Early times: from rituals to theatre 13

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Drama in the Christian era: mystery plays Given both the joyous and persistent use of sex on Greek and Roman stages and the fact that performers were considered to be on a level with prostitutes, it is hardly surprising that Christianity was totally hostile to all existing forms of theatre. Serious theatre almost died out during the first four centuries of the Christian era. Therefore there is a certain irony in the fact that it was the medieval Catholic Church that reanimated drama in the guise of Bible-based morality and mystery plays. Since few people could read their own language, never mind the Greek and Latin of the scriptures, the clergy found that the most effective way of teaching the stories and the morals of the Christian faith was to act out Bible stories in dramatic form.

Opposite Classical Greek actors’ masks, used to show various expressions and emotions. Below An Edward Bawden poster depicting scenes from the York Mystery Plays including The Adoration and The Risen Christ.

Thirteenth to fifteenth centuries 15

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Above Adoration of the Magi by E. Gattal.

I consider it a logical inference that the large range of liturgical garments – a set of vestments in each of the seven liturgical colours owned by the churches – would have been adapted to dress angels and saints. One only has to look at the paintings and sculptures of the period to see that this would have made sense. Everyday clothes were used for secular characters; costumes of suede decorated with appropriately placed leaves (an early ‘onesie’, in fact) were used to simulate nudity; and performers might wear long wigs known as ‘hairys’, which were made of horsehair or human hair.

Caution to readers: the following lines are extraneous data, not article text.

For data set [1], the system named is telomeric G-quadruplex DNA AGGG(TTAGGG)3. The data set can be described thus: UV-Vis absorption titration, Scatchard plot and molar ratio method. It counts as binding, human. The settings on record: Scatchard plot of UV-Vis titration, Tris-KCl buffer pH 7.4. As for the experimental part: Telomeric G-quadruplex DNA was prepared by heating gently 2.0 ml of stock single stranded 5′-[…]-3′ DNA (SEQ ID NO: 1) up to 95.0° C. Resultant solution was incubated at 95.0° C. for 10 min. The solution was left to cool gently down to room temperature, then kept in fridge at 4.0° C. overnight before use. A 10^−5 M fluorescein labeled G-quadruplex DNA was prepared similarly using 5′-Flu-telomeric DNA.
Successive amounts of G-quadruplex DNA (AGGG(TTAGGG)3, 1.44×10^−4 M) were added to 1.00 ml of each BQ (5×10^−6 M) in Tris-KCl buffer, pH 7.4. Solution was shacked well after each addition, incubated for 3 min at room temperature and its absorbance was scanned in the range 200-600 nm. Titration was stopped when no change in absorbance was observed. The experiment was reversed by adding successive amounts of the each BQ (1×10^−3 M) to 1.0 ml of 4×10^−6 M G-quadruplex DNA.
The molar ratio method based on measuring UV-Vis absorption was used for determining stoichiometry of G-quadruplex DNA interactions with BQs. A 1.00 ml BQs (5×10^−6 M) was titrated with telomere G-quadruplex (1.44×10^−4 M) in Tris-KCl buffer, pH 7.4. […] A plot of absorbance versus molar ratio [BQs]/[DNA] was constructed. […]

The origins of costume design: masques By the fifteenth century, the religious displays of the Middle Ages had given way to more secular imagery. In a dramatic entertainment called a masque, masked performers played classical gods and legendary heroes such as Agamemnon and Cæsar, and were accompanied by dancers, singing boys and musicians dressed as nymphs, fauns and satyrs. Such processions, with their attendant banquets and firework displays, clearly featured an extremely high design content, not to mention top-class stage management skills. Figures representing qualities such as joy, hope or fear were carried over from the morality plays of the Middle Ages, but the classical element eventually prevailed, providing the excuse for ever more exotic costumes. (See also ‘Inigo Jones’)

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Above Inigo Jones designs for figures from the masque, The Fortunate Isles.

Thirteenth to fifteenth centuries 17

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Commedia dell’arte Below Henry Peacham’s drawing of Titus Andronicus.

Commedia dell’arte is a form of theatre which began in Italy in the sixteenth century

Opposite A female Harlequin figure in typically colourful dress.

Italian theatre historians, such as Roberto Tessari, and Luciano Pinto, believe commedia was a

characterized by masked ‘types’ and, for the first time in European history, featured women on stage. Originally the plays, based on well-loved stories or scenarios, were entirely improvised. response to the political and economic crises of the time. It became the first entirely professional form of theatre funded by audience donations and, as such, was free to critique the current political situation. The commedia discovered a formula which both Hollywood and TV sitcoms, serials and soaps have since exploited to the full – the audience is able to identify with a range of immediately recognizable ‘types’ or characters, and their stories are given fresh impetus by constantly changing situations. Costume was essential to commedia dell’arte for the instant identification of the characters, Harlequin’s diamond patchwork and the ‘droopy drawers’ of Pantalone (which persist in the word ‘pantaloons’) are obvious examples.